Approaching 60, Kongsberg Jazzfestival Remains Balanced, Ambitious


From left, Joakim Rainer Peterson, Alexander Riris and Rino Sivathas perform at the Kongsberg Jazzfestival.

(Photo: Morton Kolve)

Of the jazz festivals that Norway sponsors throughout the year, Kongsberg Jazzfestival is one of the oldest and most ambitious. And it continues to manage a balancing act that addresses the needs of several different audiences. For this year’s 59th-annual event, held July 5–8, it brought in pop acts and held a weekend street festival that lasted late into the night. For jazz audiences, Kongsberg Jazzfestival hosted performers of international renown as well as new, homegrown talent. And it also presented two intertwined events — Særingfest and Avanthagen — that featured top free improvisers and experimental musicians.

The opening night belonged to two veteran performers, guitarist John McLaughlin and tenor saxophonist David Murray. While they played very different music, each found renewed energy and purpose within a group. McLaughlin, who is still performing live even though he proclaimed his retirement from playing concerts in 2017, presented his Indian-rooted group Shakti, which began 50 years ago and had just released its first studio album in 46 years. The guitarist said in a recent interview with DownBeat that a meditation-based treatment had assuaged his career-threatening arthritis, and he took the stage with remarkable ease, sitting cross-legged on stage with fellow Shakti founder Zakir Hussain on tabla, Ganesh Rajagopalan on violin and Selvaganesh Vinayakram on kanjira (frame drum) and other percussion. After a cheery greeting, they tore through one older tune, “5 In The Morning, 6 In The Afternoon,” with their trademarked speed and precision. Then singer Shankar Mahadevan joined, and the ensemble switched to newer material that alternated between softer, lyric-based songs made overly plush by McLaughlin’s guitar synthesizer and lightning-paced exchanges of konnakol (syllable-based singing). The group’s members cheered each other on, and McLaughlin evidenced as much satisfaction in closely shadowing his bandmates as he did in own solos. As the concert progressed, his playing grew increasingly bluesy, which generated more infectious appreciation from Hussain. This was not the music of elders jogging a victory lap, but of a band that clearly loves playing together.

In 2019, drummer Paal Nilssen-Love and bassist Ingebrigt Håker Flaten, who have worked together within a myriad of different bands since the 1990s, backed David Murray on a tour of Europe. But the trio’s concert at Kongsberg explored a different dynamic. Some good-natured ribbing from the audience made it clear before the first note was played that the two Norwegians were on home turf. And the choice of material, heavy on tunes repurposed from Nilssen-Love’s Large Unit, turned this into a more collaborative affair. The dynamic throughout was of strong forces pushing against each other, with Murray’s high-end forays and blues-steeped romanticism striking incandescent sparks against the drummer’s pure-sound blasts and Brazilian street-party grooves while Flaten provided a center of gravity. Murray’s enthusiasm was visible as well as audible, as he shook a few dance steps during Nilssen-Love’s “Springsummer.”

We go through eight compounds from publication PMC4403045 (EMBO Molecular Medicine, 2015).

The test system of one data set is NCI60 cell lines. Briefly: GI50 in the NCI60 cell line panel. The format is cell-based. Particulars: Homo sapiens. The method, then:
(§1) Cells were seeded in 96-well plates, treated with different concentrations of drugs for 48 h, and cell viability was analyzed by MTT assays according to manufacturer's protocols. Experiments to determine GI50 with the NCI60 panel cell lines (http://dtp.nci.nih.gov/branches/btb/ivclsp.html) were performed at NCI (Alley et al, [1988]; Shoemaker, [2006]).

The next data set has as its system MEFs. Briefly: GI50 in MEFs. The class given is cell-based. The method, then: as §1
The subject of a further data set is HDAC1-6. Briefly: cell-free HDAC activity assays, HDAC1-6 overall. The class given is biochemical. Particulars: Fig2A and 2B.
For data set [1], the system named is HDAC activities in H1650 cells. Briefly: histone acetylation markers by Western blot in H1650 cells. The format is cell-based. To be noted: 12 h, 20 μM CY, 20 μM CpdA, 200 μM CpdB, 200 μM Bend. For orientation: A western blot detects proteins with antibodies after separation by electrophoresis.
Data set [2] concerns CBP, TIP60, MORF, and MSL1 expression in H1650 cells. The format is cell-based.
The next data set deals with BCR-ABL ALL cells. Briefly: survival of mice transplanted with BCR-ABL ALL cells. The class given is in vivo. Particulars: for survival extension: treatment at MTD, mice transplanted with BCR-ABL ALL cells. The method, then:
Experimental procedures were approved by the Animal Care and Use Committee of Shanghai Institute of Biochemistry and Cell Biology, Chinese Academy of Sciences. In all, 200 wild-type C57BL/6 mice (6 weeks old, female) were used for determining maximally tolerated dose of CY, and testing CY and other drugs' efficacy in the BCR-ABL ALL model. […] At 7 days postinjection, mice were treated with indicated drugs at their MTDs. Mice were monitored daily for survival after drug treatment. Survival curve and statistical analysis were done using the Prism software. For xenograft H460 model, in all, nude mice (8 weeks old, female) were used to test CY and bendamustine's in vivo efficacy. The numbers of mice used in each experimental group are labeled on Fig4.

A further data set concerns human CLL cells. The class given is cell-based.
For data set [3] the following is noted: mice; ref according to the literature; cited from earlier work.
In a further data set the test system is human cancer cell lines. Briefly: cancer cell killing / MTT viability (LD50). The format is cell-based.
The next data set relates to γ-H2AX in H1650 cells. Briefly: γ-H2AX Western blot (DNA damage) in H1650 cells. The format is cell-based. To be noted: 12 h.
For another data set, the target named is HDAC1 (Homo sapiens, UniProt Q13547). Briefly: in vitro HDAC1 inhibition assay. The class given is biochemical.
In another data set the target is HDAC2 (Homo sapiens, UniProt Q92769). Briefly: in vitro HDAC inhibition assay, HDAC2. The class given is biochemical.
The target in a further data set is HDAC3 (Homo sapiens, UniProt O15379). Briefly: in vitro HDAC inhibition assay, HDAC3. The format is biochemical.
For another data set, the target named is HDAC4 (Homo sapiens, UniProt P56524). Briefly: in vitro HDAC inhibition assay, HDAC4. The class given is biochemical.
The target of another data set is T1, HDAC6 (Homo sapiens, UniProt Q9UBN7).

Two newer Norwegian units stood out, one for promises made, and the other for promise delivered. The Joakim Rainer Trio includes pianist Joakim Rainer Petersen, bassist Alexander Riris and drummer Rino Sivathas. Petersen’s compositions presented intricate structures instead of soloist-accompanist set-pieces. The band sometimes seemed to struggle to perform the material with the precision it required, but the music’s ambition still marks them as one to watch. Execution was not a problem for Morgonrode. The quintet’s instrumentation consists of three folk fiddles, acoustic bass and drums. Swinging rhythms bore up their stirring vocal harmonies and bracing, rustic string textures. The idea of combining jazz and folk music is hardly new, but Morgonrode cultivated a compelling tension by pitting loose grooves against immaculate renderings of traditional forms.

While Særingfest celebrates improvisation and Avanthagen more experimental approaches, both programs share the same venue, a stone room in Kongsberg’s mining museum, and analog synthesizer player Thomas Lehn enlivened sets from each. His abraded textures and pointillistic provocations strategically stirred the restive waters of a first-time encounter involving drummer Ståle Liavik Solberg, saxophonists Lotte Anker and Kristoffer Alberts, and strings players Lene Grenager and Michael Duch. He was a more dynamic presence in a free-wheeling duet with trumpet and saxophone player Torben Snekkestad, using his highly customized instrument to set broad intervallic parameters and fill their spaces with electrical storm-bursts. And bassist Joëlle Léandre was by turns authoritative and existential during two other sets. In a trio with drummer Mark Sanders and clarinetist Andreas Røysum, she bridged the gap between the former’s timbral approach and the latter’s non-repeating melodies with a foundation of seething, bowed tonalities. Her solo set grew from a different set of contrasts. While her spoken asides professed fatigue and fragility, the cohesion and complexity of her playing projected a power accumulated during a half-century spent connecting the worlds of John Cage, free improvisation and deep blues feeling. One month earlier, she had been feted with a lifetime achievement award at the Vision Festival; at Kongsberg, she showed just what can be done with a lifetime of achievement. DB

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